The Bush social services reform program [was] designed, in large part, to enable private companies, nonprofit organizations and faith-based organizations to provide services that had traditionally been provided by the state: economic benefits to low-income citizens, protective services to children at risk of harm, community services to people who suffered from developmental disabilities, and medical services to poor citizens.

The larger issue regarding the faith-based initiative was that virtually no effort was made to evaluate the activities of the organizations that received public money or to compare their costs and quality of service with those of other service providers. Analysis was impossible and as a consequence the state knows very little about the relative advantages and disadvantages of using faith-based organizations to deliver public services.

Source: Aggressive Conservatism in Florida, by Robert Crew, p.144-6 , Dec 11, 2009

1994 opponent falsely accused Jeb of cutting Social Security

In 1994, my brothers George W and Jeb officially announced they would run for governors in Texas and Florida, respectively. Each would face tough, popular incumbents--Governor Ann Richards for George, and Governor Lawton Chiles for Jeb.

Jeb ran a positive campaign on the issues--namely, law enforcement, education, and welfare reform--and was locked in a tight race coming down to the stretch. Then an automated phone call claiming to be from the American Association of Retired Persons (AARP)--but really originating from the Chiles campaign--went out to 750,000 senior citizens in Florida claiming, falsely, that if elected, Jeb would cut their Social Security payments.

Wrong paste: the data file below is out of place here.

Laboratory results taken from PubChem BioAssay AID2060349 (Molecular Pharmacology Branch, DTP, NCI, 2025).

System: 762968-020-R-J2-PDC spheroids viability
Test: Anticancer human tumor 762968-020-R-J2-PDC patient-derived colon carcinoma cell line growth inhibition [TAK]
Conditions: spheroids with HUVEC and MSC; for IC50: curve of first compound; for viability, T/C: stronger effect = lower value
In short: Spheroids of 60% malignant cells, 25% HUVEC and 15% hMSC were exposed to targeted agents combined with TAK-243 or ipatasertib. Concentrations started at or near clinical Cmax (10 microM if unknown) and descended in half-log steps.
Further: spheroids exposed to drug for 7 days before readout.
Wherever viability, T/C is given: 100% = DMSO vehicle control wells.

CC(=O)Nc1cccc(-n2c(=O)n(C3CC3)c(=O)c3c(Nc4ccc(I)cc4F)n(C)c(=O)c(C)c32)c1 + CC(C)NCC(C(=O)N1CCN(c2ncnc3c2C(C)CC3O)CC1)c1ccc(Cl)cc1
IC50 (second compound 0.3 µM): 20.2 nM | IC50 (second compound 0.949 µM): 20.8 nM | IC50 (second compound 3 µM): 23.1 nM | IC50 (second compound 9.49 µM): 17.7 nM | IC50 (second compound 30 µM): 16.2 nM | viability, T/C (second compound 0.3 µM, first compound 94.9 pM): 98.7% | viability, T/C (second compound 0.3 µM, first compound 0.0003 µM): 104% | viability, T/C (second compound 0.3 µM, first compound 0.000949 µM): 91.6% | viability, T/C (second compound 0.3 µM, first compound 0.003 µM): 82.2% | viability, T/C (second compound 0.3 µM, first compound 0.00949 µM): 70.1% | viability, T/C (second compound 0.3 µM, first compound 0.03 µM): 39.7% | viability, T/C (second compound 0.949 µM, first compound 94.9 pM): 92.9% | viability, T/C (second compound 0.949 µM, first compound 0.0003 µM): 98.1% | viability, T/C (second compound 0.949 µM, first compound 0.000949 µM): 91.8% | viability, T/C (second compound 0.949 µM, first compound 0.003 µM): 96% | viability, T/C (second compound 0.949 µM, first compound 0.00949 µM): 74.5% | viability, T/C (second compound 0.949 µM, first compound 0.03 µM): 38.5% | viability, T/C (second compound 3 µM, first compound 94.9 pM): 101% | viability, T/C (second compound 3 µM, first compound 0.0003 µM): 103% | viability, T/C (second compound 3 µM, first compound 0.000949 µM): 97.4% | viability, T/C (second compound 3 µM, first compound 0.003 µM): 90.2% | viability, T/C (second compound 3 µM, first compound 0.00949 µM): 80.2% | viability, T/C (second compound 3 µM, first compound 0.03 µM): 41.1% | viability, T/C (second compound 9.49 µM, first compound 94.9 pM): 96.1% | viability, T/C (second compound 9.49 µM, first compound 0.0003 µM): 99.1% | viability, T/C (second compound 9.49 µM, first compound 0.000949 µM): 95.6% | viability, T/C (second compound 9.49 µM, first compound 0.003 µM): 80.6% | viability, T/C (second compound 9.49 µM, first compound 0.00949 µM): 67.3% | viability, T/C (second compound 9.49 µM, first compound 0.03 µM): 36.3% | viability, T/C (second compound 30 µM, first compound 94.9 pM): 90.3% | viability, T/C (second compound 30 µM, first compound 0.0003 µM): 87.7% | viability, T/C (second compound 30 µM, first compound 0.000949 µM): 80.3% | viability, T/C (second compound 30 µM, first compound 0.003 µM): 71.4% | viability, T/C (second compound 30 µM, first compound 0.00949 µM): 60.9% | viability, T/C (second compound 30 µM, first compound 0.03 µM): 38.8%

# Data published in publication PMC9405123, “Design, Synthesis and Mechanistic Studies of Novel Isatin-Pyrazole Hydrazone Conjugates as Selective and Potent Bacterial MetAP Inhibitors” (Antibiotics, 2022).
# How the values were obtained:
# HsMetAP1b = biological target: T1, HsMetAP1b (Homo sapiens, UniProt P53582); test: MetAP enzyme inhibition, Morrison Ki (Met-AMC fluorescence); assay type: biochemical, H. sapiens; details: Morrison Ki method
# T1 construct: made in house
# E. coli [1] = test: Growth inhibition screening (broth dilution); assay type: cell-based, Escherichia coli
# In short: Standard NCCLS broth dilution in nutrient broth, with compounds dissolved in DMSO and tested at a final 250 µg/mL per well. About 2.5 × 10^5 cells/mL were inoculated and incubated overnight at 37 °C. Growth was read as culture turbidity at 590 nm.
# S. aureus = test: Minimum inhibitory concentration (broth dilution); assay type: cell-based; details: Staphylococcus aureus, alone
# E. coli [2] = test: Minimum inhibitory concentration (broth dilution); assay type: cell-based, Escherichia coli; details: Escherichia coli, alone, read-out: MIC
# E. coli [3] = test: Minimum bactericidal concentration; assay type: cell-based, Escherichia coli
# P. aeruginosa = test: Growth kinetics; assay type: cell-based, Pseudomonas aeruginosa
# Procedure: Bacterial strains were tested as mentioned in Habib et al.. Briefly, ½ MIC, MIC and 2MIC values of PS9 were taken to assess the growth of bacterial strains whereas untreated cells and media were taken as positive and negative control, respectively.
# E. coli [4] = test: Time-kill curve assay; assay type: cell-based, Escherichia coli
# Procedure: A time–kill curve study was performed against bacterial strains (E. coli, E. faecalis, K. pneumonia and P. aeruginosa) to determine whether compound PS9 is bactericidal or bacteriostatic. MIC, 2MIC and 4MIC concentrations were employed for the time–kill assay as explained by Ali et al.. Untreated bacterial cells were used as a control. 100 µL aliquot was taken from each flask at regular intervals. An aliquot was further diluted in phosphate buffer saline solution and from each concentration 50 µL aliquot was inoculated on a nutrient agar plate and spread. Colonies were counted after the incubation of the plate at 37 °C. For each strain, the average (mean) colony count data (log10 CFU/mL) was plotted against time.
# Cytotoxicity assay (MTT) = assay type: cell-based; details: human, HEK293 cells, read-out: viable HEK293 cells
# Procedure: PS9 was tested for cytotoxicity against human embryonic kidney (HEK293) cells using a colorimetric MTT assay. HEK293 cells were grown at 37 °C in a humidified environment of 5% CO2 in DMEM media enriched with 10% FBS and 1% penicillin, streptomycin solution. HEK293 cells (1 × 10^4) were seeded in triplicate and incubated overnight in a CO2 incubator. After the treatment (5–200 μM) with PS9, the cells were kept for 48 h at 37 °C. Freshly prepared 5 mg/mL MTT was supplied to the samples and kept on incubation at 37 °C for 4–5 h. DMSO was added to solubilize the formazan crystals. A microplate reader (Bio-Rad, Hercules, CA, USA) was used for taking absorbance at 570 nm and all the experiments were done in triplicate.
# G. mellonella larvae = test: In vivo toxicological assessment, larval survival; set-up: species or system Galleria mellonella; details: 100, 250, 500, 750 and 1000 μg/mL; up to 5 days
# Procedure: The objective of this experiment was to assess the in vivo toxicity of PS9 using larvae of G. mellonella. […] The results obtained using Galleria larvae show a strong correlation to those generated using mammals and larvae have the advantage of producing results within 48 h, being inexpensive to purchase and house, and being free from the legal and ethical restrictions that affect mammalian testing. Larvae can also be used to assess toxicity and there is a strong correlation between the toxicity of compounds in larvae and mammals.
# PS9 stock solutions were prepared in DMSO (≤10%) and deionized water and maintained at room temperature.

On election day, George won by a comfortable margin with 53.5%, but Jeb lost by 64,000 votes--the closest gubernatorial election in Florida history.

Source: My Father, My President, by Doro Koch Bush, p.449-451 , Oct 6, 2006

Maintain long-term solvency of Social Security and Medicare.

Bush adopted the National Governors Association position paper:

The Issue

With the first federal budget surplus in a generation and estimates of non-Social Security surpluses ranging from $750 billion to $1.9 trillion over the next decade, the issue is whether Congress and the President will agree to dedicate a portion of the projected surplus to tax cuts and, if so, what the impacts on states might be.

NGAís Position

NGA opposes reductions from current discretionary spending levels or changes that could risk the long-term solvency of the nationís Social Security and Medicare systems. NGA supports provisions to ensure reduced barriers to state and local capital finance through tax-exempt bonds and to ensure maximum flexibility in setting and maintaining state retirement plans and programs.
Source: National Governors Association "Issues / Positions" 01-NGA16 on Aug 1, 2001

Other candidates on Social Security: Jeb Bush on other issues:
Pres.Barack Obama
V.P.Joe Biden
2016 Democratic Candidates:
Gov.Lincoln Chafee(RI)
Secy.Hillary Clinton(NY)
Gov.Martin O`Malley(MD)
Sen.Bernie Sanders(VT)
Sen.Jim Webb(VA)
2016 Third Party Candidates:
Roseanne Barr(PF-HI)
Dr.Jill Stein(G-MA)
Robert Steele(L-NY)
2016 GOP Candidates:
Amb.John Bolton(MD)
Gov.Jeb Bush(FL)
Dr.Ben Carson(MD)
Gov.Chris Christie(NJ)
Sen.Ted Cruz(TX)
Carly Fiorina(CA)
Gov.Jim Gilmore(VA)
Sen.Lindsey Graham(SC)
Gov.Mike Huckabee(AR)
Gov.Bobby Jindal(LA)
Gov.John Kasich(OH)
Rep.Peter King(NY)
Gov.Sarah Palin(AK)
Gov.George Pataki(NY)
Sen.Rand Paul(KY)
Gov.Rick Perry(TX)
Sen.Marco Rubio(FL)
Sen.Rick Santorum(PA)
Donald Trump(NY)
Gov.Scott Walker(WI)
Civil Rights
Foreign Policy
Free Trade
Govt. Reform
Gun Control
Health Care
Homeland Security
Social Security
Tax Reform

About Jeb Bush:
AmericansElect quiz
MyOcracy quiz
Search for...

Page last updated: Aug 16, 2015